If you can call it fun, well, my informal airport survey at Seatlle SEA-TAC in late August revelaed how many varieties of masks there are,and I especially appreciated the ones that weren’t plain. Flag masks stood out as did those with a printed on message.

For some time I thought some entrepreneur would really capitalize by imprinting masks with faux faces (well, the part from the nose to chin at least).  I must have surveyed thousands of masks until, one day, an elderly gentleman came right up to our restaurant table with a printed mask that replicated, through an artist’s rendition, his features and even beard! In fact, in his case, it made him look even better than if he had gone unmasked! it was rather stunning to behold.

Like everyone else, I’m sure, encouraging a second generation of mask production–even cleverly imprinted ones–is the last thing we want to do. But even to see faux faces would liven up the masked up world considerably. Ah, to see mouths and noses again, even if immobile….

Of course, I look forward to the day when donning masks is primarily done to protect your identitiy (if you are a bank robber?) or ward off contagion (if you are a health worker). I dont’ want to ever get used to seeing masks worn in public by everyday people.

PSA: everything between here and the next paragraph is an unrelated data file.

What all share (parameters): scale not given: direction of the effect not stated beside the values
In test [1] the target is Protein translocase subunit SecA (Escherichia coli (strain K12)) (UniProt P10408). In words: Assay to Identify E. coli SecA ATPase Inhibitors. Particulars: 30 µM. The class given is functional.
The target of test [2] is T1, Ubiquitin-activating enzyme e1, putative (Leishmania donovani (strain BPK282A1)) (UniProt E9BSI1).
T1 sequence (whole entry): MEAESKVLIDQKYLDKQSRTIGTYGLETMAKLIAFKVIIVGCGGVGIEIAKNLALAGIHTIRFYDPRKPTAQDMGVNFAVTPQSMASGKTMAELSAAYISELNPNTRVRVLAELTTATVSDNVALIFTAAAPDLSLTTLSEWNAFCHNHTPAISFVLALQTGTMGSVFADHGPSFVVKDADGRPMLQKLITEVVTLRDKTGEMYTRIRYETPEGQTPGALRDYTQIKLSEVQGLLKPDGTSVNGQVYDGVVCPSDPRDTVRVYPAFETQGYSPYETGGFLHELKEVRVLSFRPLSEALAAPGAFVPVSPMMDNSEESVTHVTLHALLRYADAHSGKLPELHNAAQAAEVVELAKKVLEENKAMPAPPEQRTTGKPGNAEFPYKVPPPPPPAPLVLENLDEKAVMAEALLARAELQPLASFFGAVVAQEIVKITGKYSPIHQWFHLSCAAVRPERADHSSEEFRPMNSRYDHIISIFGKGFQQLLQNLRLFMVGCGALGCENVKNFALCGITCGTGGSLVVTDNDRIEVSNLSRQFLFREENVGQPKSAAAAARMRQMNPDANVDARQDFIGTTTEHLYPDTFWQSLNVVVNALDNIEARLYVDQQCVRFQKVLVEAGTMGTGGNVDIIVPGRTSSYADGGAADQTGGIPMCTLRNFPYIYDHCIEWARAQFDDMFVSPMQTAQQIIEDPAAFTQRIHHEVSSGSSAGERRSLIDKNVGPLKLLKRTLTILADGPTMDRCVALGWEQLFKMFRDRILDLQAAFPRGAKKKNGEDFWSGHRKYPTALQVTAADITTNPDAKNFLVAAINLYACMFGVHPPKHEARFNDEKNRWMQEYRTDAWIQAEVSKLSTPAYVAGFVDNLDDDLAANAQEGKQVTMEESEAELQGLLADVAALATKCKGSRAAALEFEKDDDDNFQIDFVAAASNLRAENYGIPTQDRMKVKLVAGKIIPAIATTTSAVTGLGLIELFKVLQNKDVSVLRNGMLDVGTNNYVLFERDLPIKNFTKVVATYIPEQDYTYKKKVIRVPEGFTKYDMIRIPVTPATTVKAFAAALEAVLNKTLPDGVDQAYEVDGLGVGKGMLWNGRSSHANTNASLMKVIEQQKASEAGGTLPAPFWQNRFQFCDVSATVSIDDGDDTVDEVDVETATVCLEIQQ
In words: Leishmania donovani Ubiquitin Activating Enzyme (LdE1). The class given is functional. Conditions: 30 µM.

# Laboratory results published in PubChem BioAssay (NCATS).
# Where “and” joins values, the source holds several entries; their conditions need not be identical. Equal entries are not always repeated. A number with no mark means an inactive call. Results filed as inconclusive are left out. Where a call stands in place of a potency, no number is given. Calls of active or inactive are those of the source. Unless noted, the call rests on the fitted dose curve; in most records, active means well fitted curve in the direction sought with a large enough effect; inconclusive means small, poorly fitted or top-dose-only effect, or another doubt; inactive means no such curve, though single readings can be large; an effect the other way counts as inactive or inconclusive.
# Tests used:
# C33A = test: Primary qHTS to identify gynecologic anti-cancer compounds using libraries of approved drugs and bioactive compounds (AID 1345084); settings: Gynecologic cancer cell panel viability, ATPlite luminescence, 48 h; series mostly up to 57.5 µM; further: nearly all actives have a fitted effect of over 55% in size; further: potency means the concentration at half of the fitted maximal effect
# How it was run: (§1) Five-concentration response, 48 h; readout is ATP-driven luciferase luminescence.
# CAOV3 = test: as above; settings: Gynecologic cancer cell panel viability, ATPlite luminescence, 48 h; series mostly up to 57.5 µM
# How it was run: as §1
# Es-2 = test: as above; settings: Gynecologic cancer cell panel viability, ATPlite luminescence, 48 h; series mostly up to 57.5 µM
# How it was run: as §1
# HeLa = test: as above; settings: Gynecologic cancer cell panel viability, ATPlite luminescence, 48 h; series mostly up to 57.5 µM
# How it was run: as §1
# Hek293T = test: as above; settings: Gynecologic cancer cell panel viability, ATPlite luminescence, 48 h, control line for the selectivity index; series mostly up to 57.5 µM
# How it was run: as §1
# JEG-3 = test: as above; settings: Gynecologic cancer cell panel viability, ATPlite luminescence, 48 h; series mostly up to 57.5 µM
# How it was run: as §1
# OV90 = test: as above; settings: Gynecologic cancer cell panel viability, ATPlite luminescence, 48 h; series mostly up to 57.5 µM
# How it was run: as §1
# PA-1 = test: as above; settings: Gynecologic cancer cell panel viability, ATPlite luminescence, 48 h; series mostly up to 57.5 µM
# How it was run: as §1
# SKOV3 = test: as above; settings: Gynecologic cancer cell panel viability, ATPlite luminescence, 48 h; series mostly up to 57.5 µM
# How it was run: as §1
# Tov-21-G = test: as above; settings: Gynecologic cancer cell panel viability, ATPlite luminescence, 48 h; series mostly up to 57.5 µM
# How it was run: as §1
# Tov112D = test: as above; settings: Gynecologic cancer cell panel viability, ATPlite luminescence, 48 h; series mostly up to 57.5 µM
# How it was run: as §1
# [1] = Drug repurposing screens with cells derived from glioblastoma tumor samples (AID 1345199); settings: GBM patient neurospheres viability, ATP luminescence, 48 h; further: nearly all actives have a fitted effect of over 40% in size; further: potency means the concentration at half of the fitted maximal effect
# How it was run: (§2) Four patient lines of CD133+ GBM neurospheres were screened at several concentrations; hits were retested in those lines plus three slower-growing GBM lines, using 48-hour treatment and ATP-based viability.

It is a constant reminder that the threats to our health are everywhere.

And it would be nice to see real expressions again beyond a wink or two. There is something very special about facial expressions that incorporate a full mouth with teeth along with eyes, eyebrows and cheeks.

I miss smiles and even full frowns, as I’m sure you do.

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William Seavey
He is a veritable Renaissance Man (for a modern age!) He’s an author of nearly a dozen books, including Crisis Investing and Entrepreneuring and Moving to Small Town America). He and his wife have been interviewed by AARP THREE times. His contributions have appeared in the New York Times, Credit.com, Barrons, Reader’s Digest, The Street, Active Over 50, U.S. News, the Wall Street Journal and elsewhere. He spent five years as a professional resume’ writer and started a national association. He ran the Greener Pastures Institute 15 years and helped thousands relocate to their “Shangri-la.” Locally he’s taught at the Osher Lifelong Learning Institute through Cal Poly and presented to Rotary and HopeDance audiences. He built a house in a Baja California resort for $25,000 ($700 annual dues/taxes)! He appeared on the front page of the SLO Tribune with his rainwater saving strategies to encourage conservation. He was a founding board member of Hopes Village, which locally is trying to help the homeless with affordable "tiny" homes. He co-runs a bed and breakfast inn and airbnb in Cambria, and has for the last 12 years. He’s also worked in the health field (HMO/student clinic) and received a certificate in Primary Prevention healthcare. He even attended the famous Woodstock Music Festival.